Director Ron Howard's slick, funny prequel offers a respectable lead performance that captures Harrison Ford's smirky, roguish charisma and fills in several Star Wars gaps. While purists may never be fully satisfied with any prequel that revisits beloved original characters (some Potterheads feel the same way about Fantastic Beasts, for example), Ehrenreich deserves props for rising above pure imitation. He and Glover make their legendary characters their own, even if audiences must suspend disbelief a bit that either man could have changed quite that much in just 10 or so years. Both are amusingly arrogant and self-possessed -- and, in Han's case, also vulnerable. Yes, it's compelling to explore how Han hooked up with Chewie and Lando, but it's even more interesting to uncover the particulars of Han's background, his introduction to smuggling, and his first (ultimately doomed) love story.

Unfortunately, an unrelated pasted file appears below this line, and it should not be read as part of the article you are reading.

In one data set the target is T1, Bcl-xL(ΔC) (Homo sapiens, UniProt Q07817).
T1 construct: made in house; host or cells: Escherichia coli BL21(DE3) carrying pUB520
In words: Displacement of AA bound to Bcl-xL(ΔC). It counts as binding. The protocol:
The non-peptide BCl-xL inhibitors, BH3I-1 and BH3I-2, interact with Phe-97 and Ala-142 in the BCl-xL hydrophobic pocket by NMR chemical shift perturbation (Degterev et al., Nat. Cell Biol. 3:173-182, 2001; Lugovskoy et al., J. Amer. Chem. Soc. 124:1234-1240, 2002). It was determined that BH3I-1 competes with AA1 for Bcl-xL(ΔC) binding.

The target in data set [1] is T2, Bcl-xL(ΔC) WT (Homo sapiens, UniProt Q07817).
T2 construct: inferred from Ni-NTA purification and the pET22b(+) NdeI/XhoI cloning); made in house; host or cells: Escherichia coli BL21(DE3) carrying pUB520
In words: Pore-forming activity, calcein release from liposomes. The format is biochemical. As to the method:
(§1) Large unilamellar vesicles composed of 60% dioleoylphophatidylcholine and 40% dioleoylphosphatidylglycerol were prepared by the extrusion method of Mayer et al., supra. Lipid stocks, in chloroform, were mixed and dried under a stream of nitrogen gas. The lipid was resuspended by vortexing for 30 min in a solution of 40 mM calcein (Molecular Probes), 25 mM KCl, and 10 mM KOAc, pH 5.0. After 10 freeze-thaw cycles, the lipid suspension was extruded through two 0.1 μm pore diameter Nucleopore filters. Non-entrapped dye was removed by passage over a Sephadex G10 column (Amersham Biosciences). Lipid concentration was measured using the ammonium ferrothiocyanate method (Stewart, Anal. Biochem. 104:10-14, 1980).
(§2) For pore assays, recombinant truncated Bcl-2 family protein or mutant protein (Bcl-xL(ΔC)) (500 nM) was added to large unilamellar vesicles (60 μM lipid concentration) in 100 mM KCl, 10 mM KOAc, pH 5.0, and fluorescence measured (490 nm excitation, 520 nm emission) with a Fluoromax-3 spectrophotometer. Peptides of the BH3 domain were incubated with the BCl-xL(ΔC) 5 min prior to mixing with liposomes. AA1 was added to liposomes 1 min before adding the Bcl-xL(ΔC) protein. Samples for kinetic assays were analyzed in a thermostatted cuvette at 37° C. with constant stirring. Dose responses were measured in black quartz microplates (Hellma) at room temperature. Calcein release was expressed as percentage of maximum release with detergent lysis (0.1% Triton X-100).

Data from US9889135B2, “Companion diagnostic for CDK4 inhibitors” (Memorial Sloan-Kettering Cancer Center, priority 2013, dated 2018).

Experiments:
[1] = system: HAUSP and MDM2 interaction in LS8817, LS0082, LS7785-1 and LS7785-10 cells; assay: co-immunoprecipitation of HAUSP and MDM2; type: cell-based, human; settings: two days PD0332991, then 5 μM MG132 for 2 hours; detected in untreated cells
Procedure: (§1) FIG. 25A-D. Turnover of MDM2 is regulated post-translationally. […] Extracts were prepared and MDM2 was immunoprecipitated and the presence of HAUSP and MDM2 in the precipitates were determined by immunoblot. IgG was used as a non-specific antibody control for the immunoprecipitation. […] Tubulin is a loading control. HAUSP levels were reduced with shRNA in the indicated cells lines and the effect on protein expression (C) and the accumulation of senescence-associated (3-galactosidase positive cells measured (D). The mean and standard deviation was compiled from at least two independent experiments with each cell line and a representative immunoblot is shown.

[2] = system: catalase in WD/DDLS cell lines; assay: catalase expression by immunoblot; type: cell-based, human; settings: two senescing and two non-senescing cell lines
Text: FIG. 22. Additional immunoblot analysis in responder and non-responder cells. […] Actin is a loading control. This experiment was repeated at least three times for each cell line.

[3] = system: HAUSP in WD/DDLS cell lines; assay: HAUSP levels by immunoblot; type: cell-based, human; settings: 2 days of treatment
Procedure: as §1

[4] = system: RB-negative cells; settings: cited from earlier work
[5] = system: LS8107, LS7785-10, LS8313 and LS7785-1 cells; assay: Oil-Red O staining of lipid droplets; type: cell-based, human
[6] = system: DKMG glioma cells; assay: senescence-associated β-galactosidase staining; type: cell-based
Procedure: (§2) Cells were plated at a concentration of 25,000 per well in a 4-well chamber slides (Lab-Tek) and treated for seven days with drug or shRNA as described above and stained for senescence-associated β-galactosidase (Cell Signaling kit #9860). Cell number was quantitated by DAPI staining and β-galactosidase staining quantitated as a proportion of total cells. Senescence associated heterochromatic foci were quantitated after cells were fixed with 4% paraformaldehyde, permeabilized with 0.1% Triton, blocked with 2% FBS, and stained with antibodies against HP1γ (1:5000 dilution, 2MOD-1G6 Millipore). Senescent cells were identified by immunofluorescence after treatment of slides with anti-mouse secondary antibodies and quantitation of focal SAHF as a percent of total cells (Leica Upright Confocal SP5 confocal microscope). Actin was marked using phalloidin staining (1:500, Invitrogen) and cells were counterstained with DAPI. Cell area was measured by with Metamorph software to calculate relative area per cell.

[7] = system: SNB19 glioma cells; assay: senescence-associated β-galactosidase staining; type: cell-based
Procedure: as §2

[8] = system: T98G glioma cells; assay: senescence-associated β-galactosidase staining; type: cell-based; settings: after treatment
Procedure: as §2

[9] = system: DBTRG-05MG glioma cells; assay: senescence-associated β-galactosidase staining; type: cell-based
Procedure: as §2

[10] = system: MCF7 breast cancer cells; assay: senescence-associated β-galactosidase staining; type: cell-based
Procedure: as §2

Solo, like most spin-offs, isn't strictly necessary, but it's still massively entertaining when it gets things right. A couple of key moments will definitely make fans cheer (mostly having to do with the Millennium Falcon). There are several well-performed supporting roles, especially among the women. Clarke, who's best known as the Mother of Dragons on Game of Thrones, is great as Han's often underestimated partner in crime. Newton is extremely effective in her small but pivotal role (with a deadly stare familiar to those who've seen her in Westworld or Line of Duty). And British comedian/TV writer Phoebe Waller-Bridge (who sounds a lot like Tilda Swinton) is hilarious as outspoken android rights' activist L3-37. Bettany is fantastically creepy as a chilling mob boss who just wants to get paid, and Harrelson adds his signature, laid-back style to the proceedings as Han's roguish mentor. By the end, audiences will feel even more intensely for Han Solo, knowing more about his victories and losses as a younger man.